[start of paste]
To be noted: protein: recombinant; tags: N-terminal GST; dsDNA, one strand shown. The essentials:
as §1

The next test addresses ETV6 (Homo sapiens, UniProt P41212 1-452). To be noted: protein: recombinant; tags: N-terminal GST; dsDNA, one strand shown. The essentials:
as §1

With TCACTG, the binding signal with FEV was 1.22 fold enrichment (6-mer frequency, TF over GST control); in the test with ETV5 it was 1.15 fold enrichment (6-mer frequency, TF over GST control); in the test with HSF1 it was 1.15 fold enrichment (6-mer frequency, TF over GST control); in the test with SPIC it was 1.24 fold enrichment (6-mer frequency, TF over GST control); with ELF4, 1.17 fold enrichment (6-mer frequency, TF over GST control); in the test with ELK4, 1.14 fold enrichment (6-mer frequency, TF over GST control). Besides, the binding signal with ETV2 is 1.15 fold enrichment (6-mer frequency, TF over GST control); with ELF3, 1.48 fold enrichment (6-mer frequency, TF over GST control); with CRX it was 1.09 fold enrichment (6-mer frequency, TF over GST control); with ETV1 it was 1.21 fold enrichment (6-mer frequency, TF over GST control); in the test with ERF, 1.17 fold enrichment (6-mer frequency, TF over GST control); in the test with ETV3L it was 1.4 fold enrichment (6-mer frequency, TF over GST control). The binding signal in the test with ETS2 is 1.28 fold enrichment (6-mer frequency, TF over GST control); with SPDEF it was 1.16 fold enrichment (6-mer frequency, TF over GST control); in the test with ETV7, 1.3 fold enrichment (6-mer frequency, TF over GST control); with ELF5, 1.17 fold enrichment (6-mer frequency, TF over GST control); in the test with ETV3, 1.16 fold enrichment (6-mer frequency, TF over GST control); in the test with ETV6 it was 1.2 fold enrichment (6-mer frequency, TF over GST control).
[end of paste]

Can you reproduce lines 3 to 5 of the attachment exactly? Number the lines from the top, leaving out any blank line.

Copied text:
The next test addresses ETV6 (Homo sapiens, UniProt P41212 1-452). To be noted: protein: recombinant; tags: N-terminal GST; dsDNA, one strand shown. The essentials:
as §1

With TCACTG, the binding signal with FEV was 1.22 fold enrichment (6-mer frequency, TF over GST control); in the test with ETV5 it was 1.15 fold enrichment (6-mer frequency, TF over GST control); in the test with HSF1 it was 1.15 fold enrichment (6-mer frequency, TF over GST control); in the test with SPIC it was 1.24 fold enrichment (6-mer frequency, TF over GST control); with ELF4, 1.17 fold enrichment (6-mer frequency, TF over GST control); in the test with ELK4, 1.14 fold enrichment (6-mer frequency, TF over GST control). Besides, the binding signal with ETV2 is 1.15 fold enrichment (6-mer frequency, TF over GST control); with ELF3, 1.48 fold enrichment (6-mer frequency, TF over GST control); with CRX it was 1.09 fold enrichment (6-mer frequency, TF over GST control); with ETV1 it was 1.21 fold enrichment (6-mer frequency, TF over GST control); in the test with ERF, 1.17 fold enrichment (6-mer frequency, TF over GST control); in the test with ETV3L it was 1.4 fold enrichment (6-mer frequency, TF over GST control). The binding signal in the test with ETS2 is 1.28 fold enrichment (6-mer frequency, TF over GST control); with SPDEF it was 1.16 fold enrichment (6-mer frequency, TF over GST control); in the test with ETV7, 1.3 fold enrichment (6-mer frequency, TF over GST control); with ELF5, 1.17 fold enrichment (6-mer frequency, TF over GST control); in the test with ETV3, 1.16 fold enrichment (6-mer frequency, TF over GST control); in the test with ETV6 it was 1.2 fold enrichment (6-mer frequency, TF over GST control).